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MSc by Research Programme: Bringing proteins together with small molecules

  • Full or part time
  • Application Deadline
    Thursday, July 16, 2020
  • Self-Funded PhD Students Only
    Self-Funded PhD Students Only

About This PhD Project

Project Description

This course allows you to work alongside our world renowned experts from the School of Life Sciences and gain a ’real research’ experience. You will have the opportunity to select a research project from a variety of thematic areas of research.

You will be part of our collaborative working environment and have access to outstanding shared facilities such as microscopy and proteomics. Throughout your year, you will develop an advanced level of knowledge on your topic of interest as well as the ability to perform independent research in the topic area. Alongside basic science training in experimental design, data handling and research ethics, we will help you to develop skills in critical assessment and communication. This will be supported by workshops in scientific writing, presentation skills, ethics, laboratory safety, statistics, public engagement and optional applied bioinformatics.

The period of study is one year full-time or two years part-time research, which includes two months to write up the thesis. Please apply via the UCAS postgraduate application form: https://digital.ucas.com/courses/details?coursePrimaryId=c735d826-42b6-ca1f-50db-2a3ac6f68718

Recent advances from the Ciulli Lab and others have contributed to the establishment of a game-changing new modality of chemical intervention into biological system – one that goes significantly beyond the state-of-the-art. Instead of blocking a target protein with conventional inhibitors, we are now designing and studying “tailored” molecules, bivalent conceptually and in function, that bring proteins together by forming stable and cooperative ternary complexes. We have shown that this key ternary recognition feature allows for fast and effective induce proximity-driven chemistries, specifically protein ubiquitylation and subsequent proteasomal degradation. We are beginning to understand the rules of how to design and study this new class of molecules in order to best trigger specific downstream signaling events, with profound biological consequences and attractive therapeutic potential.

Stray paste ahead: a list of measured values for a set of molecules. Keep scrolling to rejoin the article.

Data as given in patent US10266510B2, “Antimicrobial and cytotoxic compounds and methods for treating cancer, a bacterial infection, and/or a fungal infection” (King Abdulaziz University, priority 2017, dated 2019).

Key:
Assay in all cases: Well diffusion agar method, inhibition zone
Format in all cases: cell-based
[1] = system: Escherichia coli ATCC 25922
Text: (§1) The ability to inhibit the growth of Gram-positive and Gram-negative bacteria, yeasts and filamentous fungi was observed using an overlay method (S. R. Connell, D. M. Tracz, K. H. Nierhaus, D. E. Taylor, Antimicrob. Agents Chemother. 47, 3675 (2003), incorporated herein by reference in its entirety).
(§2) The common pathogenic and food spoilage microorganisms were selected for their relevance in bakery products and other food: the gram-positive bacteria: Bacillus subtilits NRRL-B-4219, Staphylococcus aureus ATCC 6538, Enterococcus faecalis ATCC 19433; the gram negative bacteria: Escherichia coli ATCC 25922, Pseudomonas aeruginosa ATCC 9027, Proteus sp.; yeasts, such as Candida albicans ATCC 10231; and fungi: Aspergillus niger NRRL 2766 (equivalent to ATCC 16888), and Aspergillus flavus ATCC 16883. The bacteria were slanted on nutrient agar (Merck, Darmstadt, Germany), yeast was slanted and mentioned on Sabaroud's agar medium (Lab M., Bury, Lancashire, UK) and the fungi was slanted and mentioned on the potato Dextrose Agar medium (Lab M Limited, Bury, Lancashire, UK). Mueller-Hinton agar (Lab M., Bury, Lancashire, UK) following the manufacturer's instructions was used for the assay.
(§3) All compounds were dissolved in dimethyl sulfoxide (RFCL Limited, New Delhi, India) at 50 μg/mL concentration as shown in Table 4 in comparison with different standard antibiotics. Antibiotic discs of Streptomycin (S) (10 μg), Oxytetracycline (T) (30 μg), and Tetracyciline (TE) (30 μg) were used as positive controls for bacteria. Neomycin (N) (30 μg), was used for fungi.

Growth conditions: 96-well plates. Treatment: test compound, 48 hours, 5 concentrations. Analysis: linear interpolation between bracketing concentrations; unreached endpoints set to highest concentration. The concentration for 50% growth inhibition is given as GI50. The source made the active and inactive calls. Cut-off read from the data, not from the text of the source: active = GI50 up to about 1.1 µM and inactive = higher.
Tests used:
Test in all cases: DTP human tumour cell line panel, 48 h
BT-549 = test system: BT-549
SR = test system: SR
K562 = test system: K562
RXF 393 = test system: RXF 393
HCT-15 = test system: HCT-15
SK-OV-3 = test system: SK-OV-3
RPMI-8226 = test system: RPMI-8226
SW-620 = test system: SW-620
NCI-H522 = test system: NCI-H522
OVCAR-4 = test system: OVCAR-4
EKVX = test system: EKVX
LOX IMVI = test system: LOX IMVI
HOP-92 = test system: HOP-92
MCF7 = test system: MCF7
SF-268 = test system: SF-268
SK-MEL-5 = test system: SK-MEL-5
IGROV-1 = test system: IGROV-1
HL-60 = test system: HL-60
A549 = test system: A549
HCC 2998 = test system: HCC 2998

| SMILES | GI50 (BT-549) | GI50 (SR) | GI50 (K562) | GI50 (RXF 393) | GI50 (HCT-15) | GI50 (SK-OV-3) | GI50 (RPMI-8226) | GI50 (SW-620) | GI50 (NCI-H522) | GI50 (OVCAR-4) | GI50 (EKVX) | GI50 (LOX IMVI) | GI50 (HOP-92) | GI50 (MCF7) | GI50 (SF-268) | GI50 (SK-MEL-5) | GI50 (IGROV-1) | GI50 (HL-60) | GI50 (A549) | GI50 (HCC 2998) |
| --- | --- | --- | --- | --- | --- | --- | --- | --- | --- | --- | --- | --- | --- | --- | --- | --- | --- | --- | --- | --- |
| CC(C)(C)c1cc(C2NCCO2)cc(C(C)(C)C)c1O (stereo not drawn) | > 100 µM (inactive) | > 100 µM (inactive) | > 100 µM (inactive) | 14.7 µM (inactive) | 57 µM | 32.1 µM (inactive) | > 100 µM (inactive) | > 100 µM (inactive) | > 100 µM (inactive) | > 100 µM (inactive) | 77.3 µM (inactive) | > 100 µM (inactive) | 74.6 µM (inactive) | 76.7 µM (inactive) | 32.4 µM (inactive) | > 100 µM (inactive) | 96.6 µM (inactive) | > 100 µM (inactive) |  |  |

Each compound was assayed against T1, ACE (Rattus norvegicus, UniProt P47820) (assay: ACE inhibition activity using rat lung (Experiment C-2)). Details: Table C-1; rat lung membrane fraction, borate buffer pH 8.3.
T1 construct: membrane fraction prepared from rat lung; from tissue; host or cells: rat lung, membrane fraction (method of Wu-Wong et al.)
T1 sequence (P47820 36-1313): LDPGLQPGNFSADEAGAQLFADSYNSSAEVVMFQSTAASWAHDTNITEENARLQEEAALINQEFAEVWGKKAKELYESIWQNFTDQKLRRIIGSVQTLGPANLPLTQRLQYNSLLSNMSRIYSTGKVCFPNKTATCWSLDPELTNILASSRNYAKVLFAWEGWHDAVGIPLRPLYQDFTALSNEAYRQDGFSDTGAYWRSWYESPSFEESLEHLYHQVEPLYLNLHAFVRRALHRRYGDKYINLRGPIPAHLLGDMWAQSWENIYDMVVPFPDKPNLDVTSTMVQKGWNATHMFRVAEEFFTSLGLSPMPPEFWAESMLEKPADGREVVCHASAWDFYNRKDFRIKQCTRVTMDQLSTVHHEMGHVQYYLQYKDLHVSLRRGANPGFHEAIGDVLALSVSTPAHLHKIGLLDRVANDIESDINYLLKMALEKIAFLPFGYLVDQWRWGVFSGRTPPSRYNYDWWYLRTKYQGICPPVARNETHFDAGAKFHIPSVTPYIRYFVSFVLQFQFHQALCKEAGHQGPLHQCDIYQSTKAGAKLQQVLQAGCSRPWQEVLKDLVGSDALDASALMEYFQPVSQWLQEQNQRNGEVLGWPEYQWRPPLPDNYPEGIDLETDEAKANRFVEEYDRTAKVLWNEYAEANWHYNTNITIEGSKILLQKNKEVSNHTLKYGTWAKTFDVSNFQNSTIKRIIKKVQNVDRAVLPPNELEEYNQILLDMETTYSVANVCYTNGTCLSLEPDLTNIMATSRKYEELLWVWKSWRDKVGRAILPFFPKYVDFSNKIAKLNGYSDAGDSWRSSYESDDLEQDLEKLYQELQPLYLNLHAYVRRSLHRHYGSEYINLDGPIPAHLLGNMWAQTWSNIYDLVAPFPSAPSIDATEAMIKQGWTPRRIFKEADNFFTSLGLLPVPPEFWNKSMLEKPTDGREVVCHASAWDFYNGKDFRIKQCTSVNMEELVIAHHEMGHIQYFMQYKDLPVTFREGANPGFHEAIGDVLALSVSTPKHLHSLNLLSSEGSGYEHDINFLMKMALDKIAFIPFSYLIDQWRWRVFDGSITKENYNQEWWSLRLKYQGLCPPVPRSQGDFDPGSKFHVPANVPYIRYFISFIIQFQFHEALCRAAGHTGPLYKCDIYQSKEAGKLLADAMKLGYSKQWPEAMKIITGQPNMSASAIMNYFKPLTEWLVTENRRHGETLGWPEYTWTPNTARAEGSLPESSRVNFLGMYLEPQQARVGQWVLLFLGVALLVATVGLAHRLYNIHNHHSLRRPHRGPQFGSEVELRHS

Our research in this area takes a multidisciplinary approach including organic and medicinal chemistry and computational tools to design and achieve desired molecules; structural biology and biophysics to study binary and ternary complexes in solution and reveal their structural and dynamic interactions; and chemical biology, biochemistry, proteomics and cell biology to study the cellular impact of our small molecules into relevant cellular systems – for example cancer cells sensitive to the knockdown of the protein target in question. Our science takes advantage of latest technologies and vast expertise available at the School of Life Sciences e.g. within the FingerPrint Proteomics Facility and the Drug Discovery Unit that we have access to. We collaborate with several research groups within the School, including the Divisions of MRC-PPU, GRE, and CSI, to deploy our bivalent molecules to interrogate the biology of targets of interest and to dissect the functional consequences of disrupting the signaling networks in which they are involved.

A one-year Master project would typically fit as part of on-going projects and research interests of the Lab. Importantly; it can be tailored to the student specific interests and motivations. If you are interested in joining the lab and contributing to our science in this exciting new area, to learn more about our work and to discuss potential opportunities, do not hesitate to get in touch with Alessio.

References

References

Gadd, M. S. et al. (2017) Nat. Chem. Biol. 13, 514-521.
Maniaci, C. et al. (2017) Nat. Commun. 8, 830.
Hughes, S.J., and Ciulli, A. (2017) Essays in Biochem. 61, 505-516.
Maniaci, C., and Ciulli, A. (2019) Curr Opin Chem. Biol. 52, 145-156.

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